Tempering small tools by monk

monk

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you have to first know your alloy to do the job correctly. some steels are water quenched. some are oil quenched. and lets not forget our favorite quench, good old fashioned brine. if the tempering process yields a tool thats too soft, or too hard, most of the alloys can be heat treated many, many times, without undue damage. one must be careful to avoid overheating, for this will drive carbon out of the steel and you're gonna lose the game at this point. there is an excellent paperback book by a guy named weygers, or something close to that. this book is truly gospel for people wanting to learn this procedure. it's actually about blacksmith work, but goes into detail about home heat treating.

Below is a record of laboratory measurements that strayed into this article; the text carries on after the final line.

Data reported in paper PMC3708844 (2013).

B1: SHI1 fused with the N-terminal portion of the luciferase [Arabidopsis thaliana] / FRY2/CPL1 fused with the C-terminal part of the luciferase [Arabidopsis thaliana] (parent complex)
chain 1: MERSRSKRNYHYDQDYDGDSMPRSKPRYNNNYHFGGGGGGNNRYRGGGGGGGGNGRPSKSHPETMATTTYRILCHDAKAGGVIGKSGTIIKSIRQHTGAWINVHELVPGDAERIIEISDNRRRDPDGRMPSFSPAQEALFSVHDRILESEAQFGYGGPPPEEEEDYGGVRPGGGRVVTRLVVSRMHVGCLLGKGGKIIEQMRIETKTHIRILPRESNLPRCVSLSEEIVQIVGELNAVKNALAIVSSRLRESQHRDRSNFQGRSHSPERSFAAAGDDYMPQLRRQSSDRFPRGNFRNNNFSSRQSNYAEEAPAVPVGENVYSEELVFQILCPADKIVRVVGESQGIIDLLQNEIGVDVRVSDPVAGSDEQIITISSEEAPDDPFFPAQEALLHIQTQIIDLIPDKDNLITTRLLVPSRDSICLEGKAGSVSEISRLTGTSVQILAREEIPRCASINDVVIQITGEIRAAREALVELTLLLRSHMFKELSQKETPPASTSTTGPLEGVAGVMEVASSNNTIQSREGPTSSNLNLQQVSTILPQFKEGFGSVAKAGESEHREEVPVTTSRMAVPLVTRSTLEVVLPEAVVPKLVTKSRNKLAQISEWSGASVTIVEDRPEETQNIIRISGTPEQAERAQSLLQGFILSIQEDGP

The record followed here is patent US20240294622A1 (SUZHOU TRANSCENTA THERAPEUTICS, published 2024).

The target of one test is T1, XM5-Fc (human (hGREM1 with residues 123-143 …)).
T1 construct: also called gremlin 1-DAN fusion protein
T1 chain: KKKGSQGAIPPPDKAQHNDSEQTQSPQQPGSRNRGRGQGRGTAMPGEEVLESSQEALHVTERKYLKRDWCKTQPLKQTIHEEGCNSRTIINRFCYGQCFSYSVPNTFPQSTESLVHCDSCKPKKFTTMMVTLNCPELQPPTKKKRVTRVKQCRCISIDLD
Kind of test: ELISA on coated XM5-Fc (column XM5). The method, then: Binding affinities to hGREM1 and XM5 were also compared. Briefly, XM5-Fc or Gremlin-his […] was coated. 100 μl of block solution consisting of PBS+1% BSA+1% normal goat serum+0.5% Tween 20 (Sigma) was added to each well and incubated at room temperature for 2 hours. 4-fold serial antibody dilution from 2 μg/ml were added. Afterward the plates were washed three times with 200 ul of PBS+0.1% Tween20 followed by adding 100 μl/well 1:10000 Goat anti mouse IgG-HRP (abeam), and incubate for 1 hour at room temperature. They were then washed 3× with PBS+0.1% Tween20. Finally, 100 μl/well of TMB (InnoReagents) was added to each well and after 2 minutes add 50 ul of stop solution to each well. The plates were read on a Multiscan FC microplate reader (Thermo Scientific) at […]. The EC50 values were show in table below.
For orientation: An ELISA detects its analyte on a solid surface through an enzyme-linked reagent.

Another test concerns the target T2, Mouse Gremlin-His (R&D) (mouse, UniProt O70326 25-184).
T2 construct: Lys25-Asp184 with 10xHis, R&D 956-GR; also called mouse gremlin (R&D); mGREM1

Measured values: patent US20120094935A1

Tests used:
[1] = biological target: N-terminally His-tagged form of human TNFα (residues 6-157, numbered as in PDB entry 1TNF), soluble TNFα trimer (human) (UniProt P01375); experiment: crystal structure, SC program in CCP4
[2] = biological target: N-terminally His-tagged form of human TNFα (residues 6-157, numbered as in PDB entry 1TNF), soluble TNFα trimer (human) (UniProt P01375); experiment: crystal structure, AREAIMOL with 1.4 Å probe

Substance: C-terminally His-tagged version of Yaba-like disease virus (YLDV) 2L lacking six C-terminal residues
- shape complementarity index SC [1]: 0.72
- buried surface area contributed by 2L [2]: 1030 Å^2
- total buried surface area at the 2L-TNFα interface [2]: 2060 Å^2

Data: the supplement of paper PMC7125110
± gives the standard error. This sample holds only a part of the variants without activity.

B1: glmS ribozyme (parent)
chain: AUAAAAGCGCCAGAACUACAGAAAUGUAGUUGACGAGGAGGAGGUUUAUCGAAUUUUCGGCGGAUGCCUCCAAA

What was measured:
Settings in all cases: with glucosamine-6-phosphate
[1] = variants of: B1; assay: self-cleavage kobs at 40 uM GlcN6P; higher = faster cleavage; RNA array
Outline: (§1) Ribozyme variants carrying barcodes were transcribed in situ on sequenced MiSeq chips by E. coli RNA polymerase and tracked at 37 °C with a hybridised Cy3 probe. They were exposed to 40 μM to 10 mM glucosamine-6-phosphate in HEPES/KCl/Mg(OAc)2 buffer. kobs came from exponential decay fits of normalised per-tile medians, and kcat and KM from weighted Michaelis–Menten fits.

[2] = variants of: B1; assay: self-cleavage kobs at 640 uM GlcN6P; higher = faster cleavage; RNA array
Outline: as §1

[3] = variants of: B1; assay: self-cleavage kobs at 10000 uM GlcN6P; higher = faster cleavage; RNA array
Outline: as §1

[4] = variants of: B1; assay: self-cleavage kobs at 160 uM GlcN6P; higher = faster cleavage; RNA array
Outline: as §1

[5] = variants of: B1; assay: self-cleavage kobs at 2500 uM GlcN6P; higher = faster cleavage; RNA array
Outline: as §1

heat tool to read heat, let cool as slowly as possible.
rough shape tool the way you want it.
re-heat to red color and quickly quench in proper fluid- usually water. tool is now hard & brittle.
polish off firescale till tool is clean.
heat tool about gently about mid shank you'll notice a color band start to move to the tool tip. when the straw color gets to the tip, quench immediately & you're in business.
if for some reason the tool isn't quite hard enough-- simply repeat entire procedure.
 
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Jun 18, 2016
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Austria
#2
Also an Option i have learned in machining industry:heat the tool till it has red/yellow (it has to be in between)colour.then quench it in vegetable oil a leave it there for a while,wait till its cool and put it in oven for around 45 minutes in 200 degrees celcius.Its so far the best way to harden steel i have tried
 

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